Faster Fall in US Private Sector Output Amid Weak Client Demand
The S&P reports a Faster Fall in US Private Sector Output Amid Weak Client Demand
- Flash US PMI Composite Output Index at 45.0 (July: 47.7). 27-month low.
- Flash US Services Business Activity Index at 44.1 (July: 47.3). 27-month low.
- Flash US Manufacturing Output Index at 49.3 (July: 49.5). 26-month low.
- Flash US Manufacturing PMI at 51.3 (July: 52.2) 25-month low.
US private sector firms signaled a sharper fall in business activity during August, according to latest ‘flash’ PMI™ data from S&P Global. The decrease in output was the fastest seen since May 2020 and solid overall. The rate of contraction also outpaced anything recorded outside of the initial pandemic outbreak since the series began nearly 13- years ago.
Though modest, the drop in new orders was the sharpest in over two years. New sales were weighed down by weak domestic and foreign client demand, as new export orders fell further and at a solid pace.
The rate of input cost inflation eased for the third month running midway through the third quarter, with input prices rising at the slowest pace for a year-and-a-half. That said, the pace of increase in operating expenses remained historically marked, with firms linking hikes in cost burdens to increased interest rates, and higher prices for a range of raw materials and transportation.
Weak client demand and lower new orders led firms to scale back their hiring efforts, as employment rose at the slowest pace in 2022 to date. Although some companies continued to note challenges finding suitable replacements for voluntary leavers, a growing number of firms stated that uncertainty and rising costs led them to delay the immediate replacement of staff.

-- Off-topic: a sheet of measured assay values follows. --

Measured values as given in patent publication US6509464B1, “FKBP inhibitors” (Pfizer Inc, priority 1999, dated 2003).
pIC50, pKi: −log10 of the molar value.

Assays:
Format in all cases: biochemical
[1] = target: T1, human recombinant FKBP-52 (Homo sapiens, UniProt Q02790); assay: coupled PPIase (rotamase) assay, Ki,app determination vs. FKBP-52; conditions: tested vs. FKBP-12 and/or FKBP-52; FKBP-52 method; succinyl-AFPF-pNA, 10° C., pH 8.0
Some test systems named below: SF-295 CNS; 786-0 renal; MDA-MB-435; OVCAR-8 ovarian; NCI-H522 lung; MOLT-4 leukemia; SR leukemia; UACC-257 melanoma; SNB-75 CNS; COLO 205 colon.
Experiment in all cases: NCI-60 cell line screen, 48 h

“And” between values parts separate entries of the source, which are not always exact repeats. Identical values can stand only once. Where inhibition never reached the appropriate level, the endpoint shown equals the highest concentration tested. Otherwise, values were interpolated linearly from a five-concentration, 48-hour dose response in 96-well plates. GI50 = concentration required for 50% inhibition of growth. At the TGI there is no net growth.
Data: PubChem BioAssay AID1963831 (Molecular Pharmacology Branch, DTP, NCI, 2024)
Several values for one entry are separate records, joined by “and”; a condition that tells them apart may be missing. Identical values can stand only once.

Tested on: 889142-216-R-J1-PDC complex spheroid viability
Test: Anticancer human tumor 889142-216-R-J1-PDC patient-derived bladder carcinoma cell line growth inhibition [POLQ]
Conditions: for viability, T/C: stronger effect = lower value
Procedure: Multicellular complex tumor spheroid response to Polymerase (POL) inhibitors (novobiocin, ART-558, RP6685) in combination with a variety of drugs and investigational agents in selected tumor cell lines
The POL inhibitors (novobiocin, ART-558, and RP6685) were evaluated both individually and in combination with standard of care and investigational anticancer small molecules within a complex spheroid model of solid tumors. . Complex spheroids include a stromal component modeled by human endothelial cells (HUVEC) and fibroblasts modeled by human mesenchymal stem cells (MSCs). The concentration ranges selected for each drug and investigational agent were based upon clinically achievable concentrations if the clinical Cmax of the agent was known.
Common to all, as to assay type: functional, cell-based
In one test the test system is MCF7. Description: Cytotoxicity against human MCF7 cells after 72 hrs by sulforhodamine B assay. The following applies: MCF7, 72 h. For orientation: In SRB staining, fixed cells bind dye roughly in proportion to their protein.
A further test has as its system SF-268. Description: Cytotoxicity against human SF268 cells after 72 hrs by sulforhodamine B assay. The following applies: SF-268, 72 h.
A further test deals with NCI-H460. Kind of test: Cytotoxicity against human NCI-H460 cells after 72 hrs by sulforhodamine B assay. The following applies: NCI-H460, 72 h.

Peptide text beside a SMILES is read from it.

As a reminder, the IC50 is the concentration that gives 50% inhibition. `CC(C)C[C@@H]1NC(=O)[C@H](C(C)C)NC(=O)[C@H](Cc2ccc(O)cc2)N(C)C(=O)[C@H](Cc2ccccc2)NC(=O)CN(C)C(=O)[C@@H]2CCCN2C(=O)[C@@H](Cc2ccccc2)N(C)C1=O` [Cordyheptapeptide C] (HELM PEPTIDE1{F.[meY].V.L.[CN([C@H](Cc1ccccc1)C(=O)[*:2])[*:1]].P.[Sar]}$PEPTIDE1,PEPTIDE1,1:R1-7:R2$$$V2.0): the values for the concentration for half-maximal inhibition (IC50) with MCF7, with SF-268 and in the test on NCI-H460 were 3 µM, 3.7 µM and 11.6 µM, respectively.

Consistent With Recession
The entire report is consistent with recession, in contrast to ISM which allegedly covers the same things.
On August 3, I reported ISM Services Smashes Estimates to the Upside, S&P Services Is Deeply Negative
Given that the S&P PMI for services weakened further, from 47.3 to 44.1, the next ISM report rates to be interesting.
Negative surprises in ISM reports tend to result in a steep dive in the Atlanta Fed GDPNow forecast.
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Housing is also very consistent with recession. Note that the New Home Sales Crash Accelerates, Sales Down 12.6 Percent in July
Hello Recession Doubters
New home sales are down a whopping 38.5 percent since January!
When have we seen housing data this week when the economy was not in recession?
The S&P PMI report confirms.
This post originated at MishTalk.Com
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